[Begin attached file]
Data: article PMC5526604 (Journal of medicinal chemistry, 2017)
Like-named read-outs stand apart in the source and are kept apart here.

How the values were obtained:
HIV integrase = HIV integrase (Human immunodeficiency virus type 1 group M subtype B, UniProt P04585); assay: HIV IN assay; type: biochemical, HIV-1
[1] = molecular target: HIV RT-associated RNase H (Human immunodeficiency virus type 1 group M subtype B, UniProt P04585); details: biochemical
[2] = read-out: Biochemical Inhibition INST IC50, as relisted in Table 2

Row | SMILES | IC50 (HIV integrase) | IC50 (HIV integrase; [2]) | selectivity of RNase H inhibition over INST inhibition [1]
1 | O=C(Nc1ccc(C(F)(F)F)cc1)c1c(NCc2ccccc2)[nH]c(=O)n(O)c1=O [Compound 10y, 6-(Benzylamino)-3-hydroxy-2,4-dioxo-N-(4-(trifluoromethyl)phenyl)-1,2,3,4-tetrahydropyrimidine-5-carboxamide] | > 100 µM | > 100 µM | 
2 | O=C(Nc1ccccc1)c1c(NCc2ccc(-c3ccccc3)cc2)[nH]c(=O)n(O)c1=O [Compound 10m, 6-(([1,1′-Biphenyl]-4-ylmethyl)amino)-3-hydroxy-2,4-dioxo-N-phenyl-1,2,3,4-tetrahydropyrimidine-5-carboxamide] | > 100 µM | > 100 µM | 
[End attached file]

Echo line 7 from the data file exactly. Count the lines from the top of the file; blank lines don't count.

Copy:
Row | SMILES | IC50 (HIV integrase) | IC50 (HIV integrase; [2]) | selectivity of RNase H inhibition over INST inhibition [1]